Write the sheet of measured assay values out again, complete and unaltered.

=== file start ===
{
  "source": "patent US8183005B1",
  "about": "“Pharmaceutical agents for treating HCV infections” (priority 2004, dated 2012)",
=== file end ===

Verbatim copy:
{
  "source": "patent US8183005B1",
  "about": "“Pharmaceutical agents for treating HCV infections” (priority 2004, dated 2012)",